I can open the windows from either side, and remove the screen.
Now perhaps I should borrow your husband, or more reasonably the very charming firefighters at Poste de pompiers Petite-Italie... Though that would be rather a waste of our tax dollars, as they say.
I will ask around at the coop, as I'm not the only person facing this problem.
I need to clean my upstairs windows, too. They are filthy. I just haven't been be to get myself fired up enough to tackle the job. My lower window sections fold in, so they shouldn't be too hard to clean. If I remove them I should then be able to clean the outside upper sections. This will be the tricky part. I don't particularly want to fall out a window.
Lagatta I have been told that the windex where you attach the bottle to a hose works really well on exterior windows, just point and spray, no wiping required. Perhaps if there is a ladder and someone in the co-op who is comfortable doing so this could be an option?
Depending on the brand, some of those sliding windows can be removed for cleaning.
On the assumption that yours can't be removed, can you shoot a strong stream of window-cleaning solution on to them, followed by plain water? I'm thinking that will get a lot of gunk off first, since trying to squeegee at that angle might not be too efficient.
I'm cleaning this afternoon, too. I have hardwood floors and one of those round thingys does a great job of cleaning accumulated dust and cat hair. It also serves the purpose of protecting my lower back, as vacuuming aggravates my old injury. It cleans much better than I can do with a vacuum cleaner, too. While it's spinning around on my floors, I'm organizing accumulated clutter, dusting, and taking upstairs stuff up and downstairs stuff down.
Ok. Here's the deal, bixa. Someone gave me one many years ago and I thought it was the most worthless piece of #%&$ ever. I never used it. Flash forward to when I moved here and my back injury flared up. I could barely walk, much less vacuum. I remembered that thing and ordered another. It was a real godsend. After a few years it stopped working. I did without until I just couldn't stand it anymore and bought another.
There are major drawbacks. They aren't cheap, the more expensive versions work best, and the internal parts have to be cleaned regularly. I doubt it would work well on wall to all carpet, but it's fine for my area rugs. I just have to be careful it doesn't snag the fringed ends. The best part is how it cleans my wood floors which can look dusty at the drop of a hat. Works great at picking up pet and people hair, too.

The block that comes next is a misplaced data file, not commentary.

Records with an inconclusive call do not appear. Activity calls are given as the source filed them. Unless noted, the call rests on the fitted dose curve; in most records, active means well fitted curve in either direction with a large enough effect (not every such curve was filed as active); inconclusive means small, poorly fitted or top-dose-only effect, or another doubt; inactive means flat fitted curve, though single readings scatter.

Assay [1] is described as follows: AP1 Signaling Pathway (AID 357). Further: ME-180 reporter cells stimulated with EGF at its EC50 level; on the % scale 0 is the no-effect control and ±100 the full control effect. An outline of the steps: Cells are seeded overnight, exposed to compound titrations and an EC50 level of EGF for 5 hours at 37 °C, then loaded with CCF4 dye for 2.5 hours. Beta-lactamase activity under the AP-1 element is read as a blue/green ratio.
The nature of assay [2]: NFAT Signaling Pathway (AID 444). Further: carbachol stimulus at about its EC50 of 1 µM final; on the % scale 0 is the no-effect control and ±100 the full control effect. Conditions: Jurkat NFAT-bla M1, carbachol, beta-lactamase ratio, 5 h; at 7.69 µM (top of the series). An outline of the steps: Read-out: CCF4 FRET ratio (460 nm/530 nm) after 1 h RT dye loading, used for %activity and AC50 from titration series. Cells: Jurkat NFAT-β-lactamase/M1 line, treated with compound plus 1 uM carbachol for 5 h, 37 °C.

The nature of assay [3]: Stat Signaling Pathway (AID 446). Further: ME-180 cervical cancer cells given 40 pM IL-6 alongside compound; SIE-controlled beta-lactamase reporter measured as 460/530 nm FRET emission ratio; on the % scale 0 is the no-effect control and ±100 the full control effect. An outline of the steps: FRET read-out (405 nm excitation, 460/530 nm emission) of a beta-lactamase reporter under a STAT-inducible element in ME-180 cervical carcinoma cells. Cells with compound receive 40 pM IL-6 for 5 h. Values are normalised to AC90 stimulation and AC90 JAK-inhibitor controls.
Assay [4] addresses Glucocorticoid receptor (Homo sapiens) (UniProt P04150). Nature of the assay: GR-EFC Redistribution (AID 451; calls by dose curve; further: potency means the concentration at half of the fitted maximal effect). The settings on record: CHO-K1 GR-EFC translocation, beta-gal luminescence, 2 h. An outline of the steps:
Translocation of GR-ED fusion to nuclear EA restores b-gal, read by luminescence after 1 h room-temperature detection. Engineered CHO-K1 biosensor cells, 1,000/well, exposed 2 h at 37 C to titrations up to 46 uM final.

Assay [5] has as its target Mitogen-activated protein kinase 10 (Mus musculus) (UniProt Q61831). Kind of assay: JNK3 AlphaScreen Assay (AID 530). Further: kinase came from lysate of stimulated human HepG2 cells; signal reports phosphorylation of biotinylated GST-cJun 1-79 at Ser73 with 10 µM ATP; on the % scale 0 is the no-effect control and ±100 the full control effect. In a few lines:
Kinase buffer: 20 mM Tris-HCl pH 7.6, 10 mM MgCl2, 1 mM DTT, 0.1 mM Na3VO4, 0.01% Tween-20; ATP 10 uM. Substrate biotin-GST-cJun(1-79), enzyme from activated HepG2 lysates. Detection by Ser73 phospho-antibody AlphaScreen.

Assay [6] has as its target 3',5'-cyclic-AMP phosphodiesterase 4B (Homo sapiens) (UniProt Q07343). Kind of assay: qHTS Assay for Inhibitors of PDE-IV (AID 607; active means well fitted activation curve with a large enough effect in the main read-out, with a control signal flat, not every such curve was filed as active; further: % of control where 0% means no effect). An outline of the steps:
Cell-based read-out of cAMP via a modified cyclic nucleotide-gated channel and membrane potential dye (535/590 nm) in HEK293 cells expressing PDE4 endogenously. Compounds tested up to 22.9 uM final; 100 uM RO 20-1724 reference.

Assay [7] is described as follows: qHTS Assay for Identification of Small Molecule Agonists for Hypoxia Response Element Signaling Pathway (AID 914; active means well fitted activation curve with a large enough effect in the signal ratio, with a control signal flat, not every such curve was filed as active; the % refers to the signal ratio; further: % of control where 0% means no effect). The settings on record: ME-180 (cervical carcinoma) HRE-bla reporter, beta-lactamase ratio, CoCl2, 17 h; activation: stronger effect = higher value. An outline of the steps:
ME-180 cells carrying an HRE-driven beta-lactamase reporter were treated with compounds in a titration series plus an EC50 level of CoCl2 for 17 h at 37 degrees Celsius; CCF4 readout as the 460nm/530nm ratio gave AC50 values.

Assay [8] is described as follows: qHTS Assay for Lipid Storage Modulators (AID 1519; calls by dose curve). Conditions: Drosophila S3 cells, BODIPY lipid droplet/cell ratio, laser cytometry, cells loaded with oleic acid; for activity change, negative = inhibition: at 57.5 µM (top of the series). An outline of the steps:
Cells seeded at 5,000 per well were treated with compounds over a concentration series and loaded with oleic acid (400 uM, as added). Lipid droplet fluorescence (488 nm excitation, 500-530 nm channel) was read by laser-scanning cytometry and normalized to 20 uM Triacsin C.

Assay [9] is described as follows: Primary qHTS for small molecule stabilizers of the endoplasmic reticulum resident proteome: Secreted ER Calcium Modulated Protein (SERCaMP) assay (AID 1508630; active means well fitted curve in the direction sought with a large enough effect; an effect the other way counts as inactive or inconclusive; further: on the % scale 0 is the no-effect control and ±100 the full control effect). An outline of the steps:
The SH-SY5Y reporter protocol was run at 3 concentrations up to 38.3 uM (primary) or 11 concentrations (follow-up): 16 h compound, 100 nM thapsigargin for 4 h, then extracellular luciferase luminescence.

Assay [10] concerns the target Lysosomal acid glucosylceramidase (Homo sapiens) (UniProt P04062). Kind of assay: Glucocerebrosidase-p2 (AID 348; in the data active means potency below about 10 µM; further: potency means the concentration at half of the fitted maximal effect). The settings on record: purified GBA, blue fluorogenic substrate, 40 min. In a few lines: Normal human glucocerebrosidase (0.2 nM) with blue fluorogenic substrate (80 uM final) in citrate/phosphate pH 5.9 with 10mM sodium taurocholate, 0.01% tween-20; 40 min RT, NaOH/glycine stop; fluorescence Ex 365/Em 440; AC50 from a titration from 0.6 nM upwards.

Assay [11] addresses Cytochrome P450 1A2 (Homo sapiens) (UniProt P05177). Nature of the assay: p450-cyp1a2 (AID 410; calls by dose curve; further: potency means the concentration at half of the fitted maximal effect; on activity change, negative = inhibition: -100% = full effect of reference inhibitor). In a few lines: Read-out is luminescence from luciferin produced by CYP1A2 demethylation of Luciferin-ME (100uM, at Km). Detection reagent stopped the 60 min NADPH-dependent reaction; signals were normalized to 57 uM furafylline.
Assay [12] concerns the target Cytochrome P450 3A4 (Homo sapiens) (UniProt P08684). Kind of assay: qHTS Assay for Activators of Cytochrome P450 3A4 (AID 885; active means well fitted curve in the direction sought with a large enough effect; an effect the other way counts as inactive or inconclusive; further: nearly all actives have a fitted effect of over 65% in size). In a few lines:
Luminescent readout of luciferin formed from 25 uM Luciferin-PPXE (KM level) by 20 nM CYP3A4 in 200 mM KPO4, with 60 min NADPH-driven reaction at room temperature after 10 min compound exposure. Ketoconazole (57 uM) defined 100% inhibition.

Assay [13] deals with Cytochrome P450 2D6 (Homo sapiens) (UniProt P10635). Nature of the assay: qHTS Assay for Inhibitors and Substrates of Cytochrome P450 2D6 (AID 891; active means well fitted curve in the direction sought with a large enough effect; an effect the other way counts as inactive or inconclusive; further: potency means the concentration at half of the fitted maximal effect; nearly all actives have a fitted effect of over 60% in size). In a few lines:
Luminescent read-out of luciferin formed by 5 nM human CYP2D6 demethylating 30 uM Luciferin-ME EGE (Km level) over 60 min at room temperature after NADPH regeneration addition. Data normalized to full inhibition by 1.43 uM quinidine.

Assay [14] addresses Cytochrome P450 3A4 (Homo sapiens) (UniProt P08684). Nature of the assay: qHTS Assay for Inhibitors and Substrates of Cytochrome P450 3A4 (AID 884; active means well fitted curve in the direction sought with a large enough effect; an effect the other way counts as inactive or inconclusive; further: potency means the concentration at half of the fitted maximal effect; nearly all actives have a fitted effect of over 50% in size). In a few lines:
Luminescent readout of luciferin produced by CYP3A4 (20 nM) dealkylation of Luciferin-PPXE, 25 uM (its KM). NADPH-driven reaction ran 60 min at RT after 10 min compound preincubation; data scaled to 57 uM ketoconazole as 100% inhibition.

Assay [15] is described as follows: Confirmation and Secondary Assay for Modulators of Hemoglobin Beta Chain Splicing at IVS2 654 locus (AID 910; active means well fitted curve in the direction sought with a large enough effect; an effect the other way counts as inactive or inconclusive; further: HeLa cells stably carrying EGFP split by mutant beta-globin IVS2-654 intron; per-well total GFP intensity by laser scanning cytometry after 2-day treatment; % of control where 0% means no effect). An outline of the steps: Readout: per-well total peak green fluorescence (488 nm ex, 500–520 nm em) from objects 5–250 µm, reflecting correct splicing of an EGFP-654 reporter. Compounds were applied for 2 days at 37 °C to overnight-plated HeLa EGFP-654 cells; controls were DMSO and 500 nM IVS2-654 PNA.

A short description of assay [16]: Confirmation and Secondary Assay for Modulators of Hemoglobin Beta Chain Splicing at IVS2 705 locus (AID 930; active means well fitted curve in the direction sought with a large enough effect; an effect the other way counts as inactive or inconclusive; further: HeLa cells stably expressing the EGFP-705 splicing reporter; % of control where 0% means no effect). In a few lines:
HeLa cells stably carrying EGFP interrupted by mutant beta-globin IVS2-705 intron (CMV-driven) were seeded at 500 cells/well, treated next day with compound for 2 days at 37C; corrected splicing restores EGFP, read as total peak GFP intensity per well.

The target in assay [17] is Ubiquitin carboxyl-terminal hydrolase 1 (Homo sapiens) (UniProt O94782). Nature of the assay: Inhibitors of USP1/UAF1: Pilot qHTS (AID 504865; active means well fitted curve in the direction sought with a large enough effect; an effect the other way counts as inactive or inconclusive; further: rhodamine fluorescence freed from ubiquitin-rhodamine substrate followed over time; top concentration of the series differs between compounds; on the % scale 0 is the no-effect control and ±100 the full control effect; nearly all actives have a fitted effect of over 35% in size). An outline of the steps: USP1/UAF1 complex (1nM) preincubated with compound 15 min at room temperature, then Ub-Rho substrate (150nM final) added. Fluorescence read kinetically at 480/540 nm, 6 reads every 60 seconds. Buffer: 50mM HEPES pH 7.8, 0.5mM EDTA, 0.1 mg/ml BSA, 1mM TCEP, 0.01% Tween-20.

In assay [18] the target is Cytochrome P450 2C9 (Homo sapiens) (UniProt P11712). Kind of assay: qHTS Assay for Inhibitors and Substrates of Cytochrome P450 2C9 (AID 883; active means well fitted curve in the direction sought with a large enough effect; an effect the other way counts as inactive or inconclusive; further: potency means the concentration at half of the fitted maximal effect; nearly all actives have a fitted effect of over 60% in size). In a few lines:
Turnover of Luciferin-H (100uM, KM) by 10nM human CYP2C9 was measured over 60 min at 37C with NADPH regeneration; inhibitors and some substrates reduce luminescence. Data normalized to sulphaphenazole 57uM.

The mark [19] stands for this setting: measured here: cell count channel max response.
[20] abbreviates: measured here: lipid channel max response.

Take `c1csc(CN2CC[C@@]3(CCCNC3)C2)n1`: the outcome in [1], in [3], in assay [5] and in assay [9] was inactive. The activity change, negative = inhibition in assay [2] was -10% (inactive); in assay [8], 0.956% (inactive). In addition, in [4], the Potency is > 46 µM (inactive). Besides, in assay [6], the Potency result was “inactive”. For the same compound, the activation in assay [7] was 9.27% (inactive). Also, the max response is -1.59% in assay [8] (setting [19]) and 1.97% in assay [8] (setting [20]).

And, while I was typing this it cleaned my guest room floor and then parked itself on the charger. ;D
I worked for some people who had one of those appliances. It worked wonders on the bare wood floors. It did however, make the dog go absolutely bonkers, he chased it and barked at it to no end. I have lots and lots of bare floor space and wouldn't mind having one. My lower back is aching today from all of yesterdays prone positioning with the vacuum, mop and broom.
I hate the surprise clanging noise of something solid -- money? spare parts? something totally worthless? -- being sucked up by the vacuum cleaner unexpectedly. I often just shrug and ignore it, but there are times when I have to dig into the nasty bag to see what it is.
(I've just spent the week working through my spring-cleaning list, cursing all the while that I don't make a point of keeping on top of it all the rest of the time - but it does make a difference. Till next week.)
Too cute Patrick!! My hangup about Spring cleaning is when it turns gorgeous outdoors, I want to be outside gardening, cycling etc. So, it takes a rainy, inclement weather kind of day for me to get motivated to clean indoors.